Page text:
April 30, 2024 AI is a misnomer

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Deeper Learning

Hey folks! It’s Tuesday, you know what that means. Time to go deeper. In today’s digest, we’re covering last week’s top AI product, a secret new GPT model, hallucinations, and some recent AI products you might have missed.

Let’s get into it!


Training salespeople with fake customers

You’ve heard “Always be closing,” but the art of making deals relies on another quip: practice, practice, practice. Last week’s top-upvoted AI product is all about it.

PaddleBoat puts salespeople (or founders, etc.) up against fake buyers. You can roleplay cold calls, customize personas, and tailor the faux prospects to give them context on your business. During launch, the makers shouted out some of the tech they use to make PaddleBoat: GPT-4 and Vapi. The former you know, and the latter is a voice AI infrastructure for developers to build, test, and deploy voicebots.

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🕵️ GPT-5? That’s what a lot of people seemingly think after a secret AI labeled “gpt-2-chatbot“ was discovered on LMSYS Chatbot Arena, a site used to compare different LLMs. The origins aren’t clear, but on first pass, many users have claimed that the bot’s capabilities might exceed GPT-4, prompting GPT-5 rumors.

🍎Apple AI: If you’ve been wondering when Apple will finally have its say on the AI space, it could be pretty soon. According to reports, Apple is poaching dozens of Google staff, in particular those with AI experience.


Talk to your data in plain English

Being “data-driven” in business is crucial, but querying data is often difficult for those who don’t know advanced BI tools or SQL.  

Outerbase launched a solution last year to help founders and their teams easily navigate their data with AI, largely through an AI chat assistant called “EZQL” which lets you query your data in plain English. After going through the 2023 YC winter batch, the team launched big updates. They redesiged the app from the ground up to be responsive (i.e. easily usable on mobile devices), added support for database connections including MySQL, Postgres, and MongoDB, and added a data studio with an optimized GPT-4 client, a SQL co-pilot, and AI-powered data visualization tools. Wow, go team!


What makes AI models hallucinate?

Question submitted by @josej30.

Did you know if you ask “Who is King Renoit?” on OpenAI’s playground, it will tell you that King Renoit reigned from 1514 to 1544. The only problem is that King Renoit is totally made up.

So why would AI generate a fake response? Before I get to that, this is one thing I find interesting about humans and AI. We tend to personify AI and its chatbots when we don’t have much information about how they work. And of course we would. It’s called “artificial intelligence” after all. But the latter half of that phrase is kind of a misnomer. In reality, while neural networks are built to mimic the way neurons in your brain work together, they don’t reason quite like we do. They are “essentially a complex prediction machine.”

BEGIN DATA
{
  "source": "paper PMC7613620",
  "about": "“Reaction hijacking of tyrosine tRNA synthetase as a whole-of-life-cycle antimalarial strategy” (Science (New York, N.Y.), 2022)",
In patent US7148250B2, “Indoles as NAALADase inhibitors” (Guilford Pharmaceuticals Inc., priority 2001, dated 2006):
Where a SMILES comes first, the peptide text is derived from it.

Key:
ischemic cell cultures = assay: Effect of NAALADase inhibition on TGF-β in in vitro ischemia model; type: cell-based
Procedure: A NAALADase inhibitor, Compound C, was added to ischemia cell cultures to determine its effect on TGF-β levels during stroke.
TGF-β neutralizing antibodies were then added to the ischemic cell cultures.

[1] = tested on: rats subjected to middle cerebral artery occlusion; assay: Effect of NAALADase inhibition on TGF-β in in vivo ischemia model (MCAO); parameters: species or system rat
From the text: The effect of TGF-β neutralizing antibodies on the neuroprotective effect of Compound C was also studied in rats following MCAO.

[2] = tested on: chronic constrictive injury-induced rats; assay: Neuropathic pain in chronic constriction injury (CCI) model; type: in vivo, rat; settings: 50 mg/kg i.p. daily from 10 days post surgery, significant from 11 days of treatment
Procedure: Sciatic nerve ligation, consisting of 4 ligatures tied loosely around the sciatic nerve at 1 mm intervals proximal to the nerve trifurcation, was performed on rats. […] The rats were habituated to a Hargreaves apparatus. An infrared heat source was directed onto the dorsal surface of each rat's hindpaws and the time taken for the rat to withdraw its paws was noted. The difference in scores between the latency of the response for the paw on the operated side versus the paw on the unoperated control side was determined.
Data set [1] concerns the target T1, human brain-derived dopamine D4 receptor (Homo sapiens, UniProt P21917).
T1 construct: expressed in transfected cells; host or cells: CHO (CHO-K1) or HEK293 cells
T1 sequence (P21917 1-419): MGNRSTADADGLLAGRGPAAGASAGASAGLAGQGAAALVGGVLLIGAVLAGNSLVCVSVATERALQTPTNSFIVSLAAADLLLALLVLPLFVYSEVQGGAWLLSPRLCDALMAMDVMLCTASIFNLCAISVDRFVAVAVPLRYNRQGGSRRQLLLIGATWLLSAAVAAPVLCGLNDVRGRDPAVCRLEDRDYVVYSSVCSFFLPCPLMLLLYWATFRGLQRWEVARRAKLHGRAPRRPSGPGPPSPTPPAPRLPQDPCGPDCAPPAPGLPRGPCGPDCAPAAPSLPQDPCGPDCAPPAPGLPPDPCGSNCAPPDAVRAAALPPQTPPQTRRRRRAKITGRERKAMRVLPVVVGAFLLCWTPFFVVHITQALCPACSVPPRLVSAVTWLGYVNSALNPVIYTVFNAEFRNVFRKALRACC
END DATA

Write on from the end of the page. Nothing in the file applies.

Here’s a fun way to get a glimpse of how those predictions play out — a project called “Look into the machine’s mind.” A team of data scientists gave the ChatGPT API texts like “Intelligence is…” and charted the many varied responses the model would come up with. “Given a text, a Large Language Model assigns a probability for the word (token) to come,” the team explains, “and it just repeats this process until a completion is…well, complete.”

So back to what happens when AI hallucinates. The model is simply trying to predict the best combination of tokens/words it can (like that visualization above)— the combination it thinks will satisfy you even if, say, it was not trained on enough data. I.e. Even if the model doesn’t have the right answer, it might give you an answer.

Okay, but how do the models predict each of their words — or as @josej30 put it, “What’s the math behind it?” And, even if LLMs don’t “think” the same way we do now or have all the information, context, and nuance we have, can we get them there?

We’ll dive into those questions more in upcoming Deeper Learning editions. At a high level, the explanation for how LLMs make their predictions starts with parameters, which you can think of as settings that guide the LLM’s learning. But things get pretty complex from there as you start to learn about how parameters and “embeddings” predict tokens.

As for tackling hallucinations and, let’s call it, thinking better, there are several methods being implemented and refined now, including a recently popular technique called RAG or Retrieval-Augmented Generation. RAG is when an LLM is optimized by using knowledge fetched from external resources. Come back next week to go deeper!

Got a question for us? Add it here.


For Makers

  • PlayAI is a conversational assistant designed to build human-like voice AI agents.

  • Intellecta is an AI tool trained on your data to provide customer support. 

For Work

  • Meeting Muse helps your team identify ineffective meetings so you can make them more meaningful.

  • Summie is an AI meeting assistant that generates summaries, takeaways, and more.

For Developers

  • Langfuse 2.0 is an open-source AI platform for perfecting your LLM before releasing it. 

  • Langtail helps development teams ship AI apps faster and with fewer bugs. 

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